Banks judging SMEs "harshly" during lending appeals

14th June 2013 | News

An official report into appeals by start-ups and small firms against banks' lending decisions found they were at times "judged harshly", with verdicts sometimes based on the personal credit scores of business owners.
 
The study showed almost 40 per cent of decisions to reject SME applications for bank loans are overturned when firms use an independently-monitored appeals process, often described as "the best kept secret in banking".
 
The appeals process, which started in 2011 as part of the Business Finance Taskforce, was set up by the British Bankers' Association (BBA) to aid small businesses amid the financial gloom.
 
The Federation of Small Businesses (FSB) said the high "overturn" rate showed "banks have some way to go to improve their internal systems".
 
Although the author of the report, Russel Griggs, the former head of the Confederation of British Industry’s (CBI) small business council, believes that banks are now lending in a "normal" manner and that the overall lack of bank lending is down to a weak economy and a lack of demand, the conflation of personal and business credit scores is "a really big issue at the micro end of lending".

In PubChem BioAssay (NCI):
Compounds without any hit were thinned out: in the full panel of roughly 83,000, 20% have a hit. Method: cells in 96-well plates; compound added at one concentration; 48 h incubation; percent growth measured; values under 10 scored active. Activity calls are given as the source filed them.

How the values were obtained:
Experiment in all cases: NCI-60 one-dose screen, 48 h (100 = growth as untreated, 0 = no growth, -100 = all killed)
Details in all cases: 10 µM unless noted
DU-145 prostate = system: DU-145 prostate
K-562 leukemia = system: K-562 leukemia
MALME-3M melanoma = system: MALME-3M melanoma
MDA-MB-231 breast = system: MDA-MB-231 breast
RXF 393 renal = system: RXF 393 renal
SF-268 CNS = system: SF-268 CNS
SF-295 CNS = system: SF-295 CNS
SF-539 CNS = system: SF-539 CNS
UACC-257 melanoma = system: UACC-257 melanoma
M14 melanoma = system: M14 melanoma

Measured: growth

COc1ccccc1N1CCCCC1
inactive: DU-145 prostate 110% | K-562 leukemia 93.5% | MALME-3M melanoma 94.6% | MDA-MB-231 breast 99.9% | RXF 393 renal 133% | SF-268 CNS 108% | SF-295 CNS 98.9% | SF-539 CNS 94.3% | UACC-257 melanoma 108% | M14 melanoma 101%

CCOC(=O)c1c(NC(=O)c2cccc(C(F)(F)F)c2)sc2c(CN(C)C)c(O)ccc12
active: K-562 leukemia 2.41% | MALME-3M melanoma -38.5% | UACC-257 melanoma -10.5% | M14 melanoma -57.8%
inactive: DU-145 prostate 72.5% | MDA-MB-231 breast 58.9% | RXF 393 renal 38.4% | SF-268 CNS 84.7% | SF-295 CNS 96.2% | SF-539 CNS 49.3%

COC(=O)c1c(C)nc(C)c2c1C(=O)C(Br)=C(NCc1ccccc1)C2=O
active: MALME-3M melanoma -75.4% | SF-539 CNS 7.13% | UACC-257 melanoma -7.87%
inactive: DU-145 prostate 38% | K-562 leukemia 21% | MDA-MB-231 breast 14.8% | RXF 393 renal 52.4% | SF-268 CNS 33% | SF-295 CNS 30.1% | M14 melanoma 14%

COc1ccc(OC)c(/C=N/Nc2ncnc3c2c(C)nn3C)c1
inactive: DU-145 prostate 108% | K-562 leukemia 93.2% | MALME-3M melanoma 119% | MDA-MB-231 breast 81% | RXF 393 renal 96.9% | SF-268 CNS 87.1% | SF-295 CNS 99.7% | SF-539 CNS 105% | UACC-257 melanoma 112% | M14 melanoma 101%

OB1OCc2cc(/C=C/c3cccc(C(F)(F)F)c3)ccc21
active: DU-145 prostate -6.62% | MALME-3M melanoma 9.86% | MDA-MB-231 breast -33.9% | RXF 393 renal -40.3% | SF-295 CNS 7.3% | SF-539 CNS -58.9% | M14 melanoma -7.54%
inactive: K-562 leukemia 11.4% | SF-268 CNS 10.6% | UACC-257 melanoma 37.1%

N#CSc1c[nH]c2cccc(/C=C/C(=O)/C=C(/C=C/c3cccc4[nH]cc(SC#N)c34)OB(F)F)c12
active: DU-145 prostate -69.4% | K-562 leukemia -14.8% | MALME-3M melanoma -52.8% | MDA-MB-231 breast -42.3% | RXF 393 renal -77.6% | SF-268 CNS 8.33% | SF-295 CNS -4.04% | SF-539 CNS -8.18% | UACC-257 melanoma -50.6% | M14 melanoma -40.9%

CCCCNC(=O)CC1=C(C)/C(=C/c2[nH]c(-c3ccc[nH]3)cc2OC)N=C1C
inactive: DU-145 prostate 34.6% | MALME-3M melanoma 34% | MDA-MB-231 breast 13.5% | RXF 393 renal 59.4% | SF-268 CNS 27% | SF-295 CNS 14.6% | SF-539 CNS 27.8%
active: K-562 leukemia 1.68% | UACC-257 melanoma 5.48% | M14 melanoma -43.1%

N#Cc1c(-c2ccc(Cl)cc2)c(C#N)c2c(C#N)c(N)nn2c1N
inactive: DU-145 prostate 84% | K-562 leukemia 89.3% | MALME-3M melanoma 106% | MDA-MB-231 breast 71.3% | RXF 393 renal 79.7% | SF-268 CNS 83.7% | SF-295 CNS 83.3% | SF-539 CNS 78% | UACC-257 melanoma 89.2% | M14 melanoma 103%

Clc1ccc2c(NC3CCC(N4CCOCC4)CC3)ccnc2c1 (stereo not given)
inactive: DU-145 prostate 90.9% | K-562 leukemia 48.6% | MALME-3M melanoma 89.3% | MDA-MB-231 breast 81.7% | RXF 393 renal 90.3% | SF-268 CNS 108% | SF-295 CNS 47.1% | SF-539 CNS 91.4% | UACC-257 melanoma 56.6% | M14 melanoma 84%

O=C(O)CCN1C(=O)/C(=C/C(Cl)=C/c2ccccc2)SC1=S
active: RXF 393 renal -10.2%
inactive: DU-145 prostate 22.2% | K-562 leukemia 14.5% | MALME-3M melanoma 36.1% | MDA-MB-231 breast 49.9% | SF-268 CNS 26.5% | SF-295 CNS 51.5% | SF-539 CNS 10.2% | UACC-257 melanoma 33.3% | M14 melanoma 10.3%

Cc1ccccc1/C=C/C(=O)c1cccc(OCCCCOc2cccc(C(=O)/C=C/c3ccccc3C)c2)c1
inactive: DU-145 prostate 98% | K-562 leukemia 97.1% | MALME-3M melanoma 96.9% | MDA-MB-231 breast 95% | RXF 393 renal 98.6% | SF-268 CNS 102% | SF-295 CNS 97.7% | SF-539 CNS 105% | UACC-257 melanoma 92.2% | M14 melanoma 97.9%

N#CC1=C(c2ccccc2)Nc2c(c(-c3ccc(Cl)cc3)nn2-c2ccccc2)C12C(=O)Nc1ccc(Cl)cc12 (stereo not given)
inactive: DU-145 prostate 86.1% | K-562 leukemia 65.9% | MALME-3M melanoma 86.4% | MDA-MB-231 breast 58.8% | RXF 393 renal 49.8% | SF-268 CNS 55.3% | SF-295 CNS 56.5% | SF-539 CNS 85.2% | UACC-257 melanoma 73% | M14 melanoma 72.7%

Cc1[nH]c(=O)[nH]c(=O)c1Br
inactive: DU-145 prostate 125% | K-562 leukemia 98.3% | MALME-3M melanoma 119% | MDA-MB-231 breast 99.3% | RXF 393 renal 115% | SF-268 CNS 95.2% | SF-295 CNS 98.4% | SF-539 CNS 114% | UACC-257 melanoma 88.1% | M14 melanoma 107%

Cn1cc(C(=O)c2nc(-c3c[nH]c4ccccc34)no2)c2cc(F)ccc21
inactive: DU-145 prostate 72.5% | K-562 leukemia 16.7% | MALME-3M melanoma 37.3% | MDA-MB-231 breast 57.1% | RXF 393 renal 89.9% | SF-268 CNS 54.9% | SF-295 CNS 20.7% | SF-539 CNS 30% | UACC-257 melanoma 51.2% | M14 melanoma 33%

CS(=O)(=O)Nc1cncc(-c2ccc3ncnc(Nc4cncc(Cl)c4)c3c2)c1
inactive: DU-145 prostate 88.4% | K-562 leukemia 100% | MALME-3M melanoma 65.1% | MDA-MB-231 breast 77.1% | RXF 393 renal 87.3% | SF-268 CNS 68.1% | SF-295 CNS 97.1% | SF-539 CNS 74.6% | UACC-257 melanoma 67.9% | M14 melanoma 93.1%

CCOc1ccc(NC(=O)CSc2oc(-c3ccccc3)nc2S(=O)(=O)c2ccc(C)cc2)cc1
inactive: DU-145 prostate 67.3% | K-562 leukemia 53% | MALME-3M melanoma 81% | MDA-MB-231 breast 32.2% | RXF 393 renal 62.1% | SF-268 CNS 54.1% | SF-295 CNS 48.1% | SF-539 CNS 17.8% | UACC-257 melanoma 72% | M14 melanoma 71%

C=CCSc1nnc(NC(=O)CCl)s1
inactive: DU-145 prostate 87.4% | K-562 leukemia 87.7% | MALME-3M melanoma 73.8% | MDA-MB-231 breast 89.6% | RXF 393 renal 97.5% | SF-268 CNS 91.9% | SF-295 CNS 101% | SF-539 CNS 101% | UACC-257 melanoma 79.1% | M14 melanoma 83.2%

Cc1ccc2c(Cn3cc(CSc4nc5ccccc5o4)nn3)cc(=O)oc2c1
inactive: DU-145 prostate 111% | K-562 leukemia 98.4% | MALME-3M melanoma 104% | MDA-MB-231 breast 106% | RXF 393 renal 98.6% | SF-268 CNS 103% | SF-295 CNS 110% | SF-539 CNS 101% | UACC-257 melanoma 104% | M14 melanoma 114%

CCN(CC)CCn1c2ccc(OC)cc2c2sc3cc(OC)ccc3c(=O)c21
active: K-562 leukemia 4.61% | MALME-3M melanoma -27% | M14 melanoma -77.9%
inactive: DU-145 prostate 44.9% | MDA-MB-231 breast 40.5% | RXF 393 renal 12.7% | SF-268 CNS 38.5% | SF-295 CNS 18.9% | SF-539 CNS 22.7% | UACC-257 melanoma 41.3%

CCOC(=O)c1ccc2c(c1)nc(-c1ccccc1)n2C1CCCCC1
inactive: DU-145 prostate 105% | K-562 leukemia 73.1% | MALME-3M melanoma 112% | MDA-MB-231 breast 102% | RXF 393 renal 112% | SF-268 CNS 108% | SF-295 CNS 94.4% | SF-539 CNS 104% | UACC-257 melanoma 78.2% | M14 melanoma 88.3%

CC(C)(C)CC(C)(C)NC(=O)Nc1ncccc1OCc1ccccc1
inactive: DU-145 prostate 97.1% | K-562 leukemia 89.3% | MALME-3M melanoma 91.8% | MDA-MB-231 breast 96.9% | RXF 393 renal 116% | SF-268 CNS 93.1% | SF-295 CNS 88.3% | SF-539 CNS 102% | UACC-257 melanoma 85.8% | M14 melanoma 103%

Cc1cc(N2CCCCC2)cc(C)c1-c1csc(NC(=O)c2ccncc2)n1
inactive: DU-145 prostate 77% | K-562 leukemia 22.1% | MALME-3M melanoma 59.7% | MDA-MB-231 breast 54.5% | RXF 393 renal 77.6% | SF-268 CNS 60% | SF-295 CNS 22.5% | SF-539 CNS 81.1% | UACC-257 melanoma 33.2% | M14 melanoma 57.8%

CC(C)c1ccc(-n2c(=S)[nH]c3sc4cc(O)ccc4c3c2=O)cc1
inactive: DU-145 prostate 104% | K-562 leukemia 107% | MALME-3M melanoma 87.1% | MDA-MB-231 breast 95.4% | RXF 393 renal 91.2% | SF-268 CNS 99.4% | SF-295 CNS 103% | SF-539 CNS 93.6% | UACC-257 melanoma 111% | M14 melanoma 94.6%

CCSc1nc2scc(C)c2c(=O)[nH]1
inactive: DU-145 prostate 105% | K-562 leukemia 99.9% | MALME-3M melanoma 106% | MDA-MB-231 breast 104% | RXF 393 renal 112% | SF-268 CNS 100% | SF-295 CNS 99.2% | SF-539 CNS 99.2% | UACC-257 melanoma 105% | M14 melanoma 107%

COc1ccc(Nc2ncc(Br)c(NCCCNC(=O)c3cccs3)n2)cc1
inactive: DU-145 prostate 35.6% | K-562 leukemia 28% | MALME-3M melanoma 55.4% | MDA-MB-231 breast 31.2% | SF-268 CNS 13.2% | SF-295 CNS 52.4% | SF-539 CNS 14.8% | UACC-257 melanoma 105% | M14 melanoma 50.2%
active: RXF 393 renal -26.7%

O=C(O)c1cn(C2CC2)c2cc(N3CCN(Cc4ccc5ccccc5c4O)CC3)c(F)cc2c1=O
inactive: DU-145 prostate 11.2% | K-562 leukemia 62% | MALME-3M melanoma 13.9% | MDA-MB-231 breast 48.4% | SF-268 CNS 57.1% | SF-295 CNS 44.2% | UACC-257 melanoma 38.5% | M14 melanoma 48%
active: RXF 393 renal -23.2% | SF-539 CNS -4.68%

Of rejected business loan applications for less than £25,000, more than half were turned down because of credit scores.
 
Prof Griggs suggests credit ratings could be being based on a number of personal factors that give very little indication of suitability to run a business.
 
"In many cases, and especially for start-ups, it is the individual who is judged first and not the business," he added.
 
Prof Griggs plans to meet with the Financial Conduct Authority in a bid to encourage a "different set of guidance" to separate small businesses from consumers.
 
The paucity of financial information available on small firms is also said to be part of the problem for banks. HM Revenue and Customs (HMRC) is running a pilot scheme to share data on companies' VAT payments with credit ratings agencies so they can provide more reliable information to banks and other lenders.